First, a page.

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Washington State Legislature Passes Bill Banning Bump Stocks.

With calls for stricter gun regulations intensifying across the nation following the deadly Florida school shooting which killed 17 people recently, the Washington State Legislature on Tuesday passed a bill to ban bump stocks - an add-on device that allows a semi-automatic rifle to function almost like a fully automatic weapon.

The Bump Stock Ban bill was passed Tuesday on a 31-18 vote after the Washington Senate accepted the changes made by the House of Representatives. Before giving it a green signal, the House on Friday made one change to the bill, thus allowing people who already possess bump stocks to sell them to the Washington State Patrol or a local law enforcement agency for $150, the Seattle Times (https://www.seattletimes.com/seattle-news/politics/washington-legislature-passes-bump-stock-ban/) reported.

The bill now requires the approval of Gov. Jay Inslee, who is expected to sign it soon. Once the new legislation sets in, manufacture or sale of bump fire stocks in Washington will become illegal from July 1. Also, it would become illegal to own or possess a bump stock in the state from July 2019.

"It is crucial that we ensure that weapons are not turned into illegal machine guns," Democratic Sen. Manka Dhingra said after the passage of the bill. "I think the culture has changed, where a lot of people really want to see sensible, targeted gun legislation."

During the floor debate, Democratic Sen. Tim Sheldon said: "We can do better than this. When a legislative body acts under pressure and feels they must act right away we often don't get it right."

In a Twitter post after the vote, Inslee said: "This is a modest, common sense piece of legislation that will help prevent further gun violence, though there's a lot more we can do this session."

After the Florida shooting incident, President Donald Trump asked Attorney General Jeff Sessions to draft regulations to ban bump fire stocks. Similarly, the National Rifle Association said in a statement at the time that it "believes that devices designed to allow semi-automatic rifles to function like fully-automatic rifles should be subject to additional regulations."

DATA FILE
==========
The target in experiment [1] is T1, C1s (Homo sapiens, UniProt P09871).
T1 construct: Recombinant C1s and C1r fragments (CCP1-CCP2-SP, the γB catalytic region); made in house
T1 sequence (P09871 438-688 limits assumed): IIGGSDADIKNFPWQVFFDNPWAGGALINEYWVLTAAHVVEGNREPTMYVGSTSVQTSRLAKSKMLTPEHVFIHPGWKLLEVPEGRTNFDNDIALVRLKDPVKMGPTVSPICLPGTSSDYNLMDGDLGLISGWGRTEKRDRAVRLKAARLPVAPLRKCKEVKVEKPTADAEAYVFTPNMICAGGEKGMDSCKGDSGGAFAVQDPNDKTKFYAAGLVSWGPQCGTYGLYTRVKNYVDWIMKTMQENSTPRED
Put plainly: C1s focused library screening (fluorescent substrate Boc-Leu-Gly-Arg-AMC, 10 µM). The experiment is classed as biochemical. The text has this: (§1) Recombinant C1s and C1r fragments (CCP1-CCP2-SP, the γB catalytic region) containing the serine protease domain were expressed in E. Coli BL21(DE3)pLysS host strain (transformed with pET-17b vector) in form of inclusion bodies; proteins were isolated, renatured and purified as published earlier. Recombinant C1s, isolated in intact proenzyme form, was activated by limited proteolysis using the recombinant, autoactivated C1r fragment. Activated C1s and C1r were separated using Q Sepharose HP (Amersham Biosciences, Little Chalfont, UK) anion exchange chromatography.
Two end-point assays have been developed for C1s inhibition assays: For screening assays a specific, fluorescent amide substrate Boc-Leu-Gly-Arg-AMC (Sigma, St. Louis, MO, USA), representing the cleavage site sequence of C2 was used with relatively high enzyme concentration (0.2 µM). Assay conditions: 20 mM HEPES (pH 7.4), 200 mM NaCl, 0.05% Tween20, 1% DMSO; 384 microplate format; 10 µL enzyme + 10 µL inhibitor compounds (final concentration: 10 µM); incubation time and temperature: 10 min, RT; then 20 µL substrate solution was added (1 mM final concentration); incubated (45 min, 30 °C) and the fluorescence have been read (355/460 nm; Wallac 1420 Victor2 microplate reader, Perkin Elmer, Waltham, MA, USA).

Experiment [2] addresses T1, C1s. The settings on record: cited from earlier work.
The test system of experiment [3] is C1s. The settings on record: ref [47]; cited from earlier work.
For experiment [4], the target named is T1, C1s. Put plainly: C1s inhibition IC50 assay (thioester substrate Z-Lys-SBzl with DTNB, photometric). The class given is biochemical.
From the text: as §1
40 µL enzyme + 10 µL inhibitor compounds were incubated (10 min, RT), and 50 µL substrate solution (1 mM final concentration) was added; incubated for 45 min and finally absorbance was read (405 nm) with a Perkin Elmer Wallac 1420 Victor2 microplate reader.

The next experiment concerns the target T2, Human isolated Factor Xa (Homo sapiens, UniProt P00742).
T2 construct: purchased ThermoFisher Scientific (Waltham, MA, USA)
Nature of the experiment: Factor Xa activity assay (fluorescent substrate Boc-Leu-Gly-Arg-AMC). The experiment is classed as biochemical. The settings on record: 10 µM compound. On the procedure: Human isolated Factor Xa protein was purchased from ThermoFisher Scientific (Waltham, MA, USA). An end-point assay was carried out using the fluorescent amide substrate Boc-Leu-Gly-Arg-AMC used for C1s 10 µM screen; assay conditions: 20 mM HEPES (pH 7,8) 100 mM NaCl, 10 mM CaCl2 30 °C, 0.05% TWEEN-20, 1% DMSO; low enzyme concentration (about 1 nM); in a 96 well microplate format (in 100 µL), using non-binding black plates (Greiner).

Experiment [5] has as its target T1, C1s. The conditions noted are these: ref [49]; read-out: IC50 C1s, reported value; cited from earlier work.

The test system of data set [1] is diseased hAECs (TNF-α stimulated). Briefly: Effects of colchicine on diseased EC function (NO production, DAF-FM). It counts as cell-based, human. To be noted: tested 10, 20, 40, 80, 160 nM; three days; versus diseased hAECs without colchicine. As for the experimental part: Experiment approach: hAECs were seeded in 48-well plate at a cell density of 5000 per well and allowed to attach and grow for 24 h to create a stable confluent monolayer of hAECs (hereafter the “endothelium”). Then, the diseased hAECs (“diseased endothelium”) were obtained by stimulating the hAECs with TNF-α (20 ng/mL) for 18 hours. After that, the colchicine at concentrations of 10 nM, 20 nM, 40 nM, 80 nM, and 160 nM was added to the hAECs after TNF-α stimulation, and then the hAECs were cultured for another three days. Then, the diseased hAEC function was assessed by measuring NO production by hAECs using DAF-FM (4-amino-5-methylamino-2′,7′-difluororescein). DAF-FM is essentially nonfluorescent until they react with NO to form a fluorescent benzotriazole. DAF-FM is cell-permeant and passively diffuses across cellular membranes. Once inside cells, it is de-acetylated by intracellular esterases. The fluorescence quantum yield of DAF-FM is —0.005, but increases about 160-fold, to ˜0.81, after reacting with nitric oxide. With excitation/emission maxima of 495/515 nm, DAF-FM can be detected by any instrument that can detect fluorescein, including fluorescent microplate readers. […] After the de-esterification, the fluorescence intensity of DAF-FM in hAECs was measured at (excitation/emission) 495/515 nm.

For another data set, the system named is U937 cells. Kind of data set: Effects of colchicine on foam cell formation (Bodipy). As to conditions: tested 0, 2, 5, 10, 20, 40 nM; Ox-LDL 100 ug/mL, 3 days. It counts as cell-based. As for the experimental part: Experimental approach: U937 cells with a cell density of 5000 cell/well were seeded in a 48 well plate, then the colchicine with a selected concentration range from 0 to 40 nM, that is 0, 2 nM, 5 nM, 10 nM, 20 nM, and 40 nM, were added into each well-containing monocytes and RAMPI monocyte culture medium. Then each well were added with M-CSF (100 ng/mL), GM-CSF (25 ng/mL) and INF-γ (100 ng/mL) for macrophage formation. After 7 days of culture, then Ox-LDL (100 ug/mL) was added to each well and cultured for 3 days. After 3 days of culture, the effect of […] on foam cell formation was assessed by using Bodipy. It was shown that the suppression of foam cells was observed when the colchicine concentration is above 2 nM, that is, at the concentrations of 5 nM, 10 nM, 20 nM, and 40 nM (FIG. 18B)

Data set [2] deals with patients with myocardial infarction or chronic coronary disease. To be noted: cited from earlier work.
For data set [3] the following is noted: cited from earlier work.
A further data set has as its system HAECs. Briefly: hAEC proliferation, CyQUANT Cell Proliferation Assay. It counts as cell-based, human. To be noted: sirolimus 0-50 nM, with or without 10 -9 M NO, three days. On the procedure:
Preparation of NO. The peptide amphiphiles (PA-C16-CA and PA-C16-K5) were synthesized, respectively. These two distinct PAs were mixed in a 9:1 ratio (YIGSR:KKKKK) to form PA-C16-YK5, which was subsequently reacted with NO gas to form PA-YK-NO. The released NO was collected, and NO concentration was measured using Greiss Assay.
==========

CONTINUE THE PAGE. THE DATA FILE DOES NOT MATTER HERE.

It may be noted that though Nikolas Cruz, the suspect in the Florida shooting, didn't use a bump fire stock, the device was used by the accused in a mass shooting in Las Vegas that killed more than 50 people in October 2017.

According to the (https://www.federalregister.gov/documents/2017/12/26/2017-27898/application-of-the-definition-of-machinegun-to-bump-fire-stocks-and-other-similar-devices) Bureau of Alcohol, Tobacco, Firearms and Explosives , "Bump fire stocks (bump stocks) are devices used with a semi-automatic firearm to increase the firearm's cyclic firing rate to mimic nearly continuous automatic fire."

Attaching bump stocks to a semi-automatic rifle could allow it to shoot faster and also enable it to fire hundreds of rounds per minute, according to experts, Fox News reported. At present, bump stocks are legal across the U.S. barring two states - Massachusetts and New Jersey. Massachusetts passed a bill in November 2017, thus becoming the first state to enact a ban on both sale and possession of bump stocks. In January, former New Jersey Gov. Chris Christie signed a bill favoring the ban on the device.

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Publication:International Business Times - US ed.
Date:Feb 28, 2018
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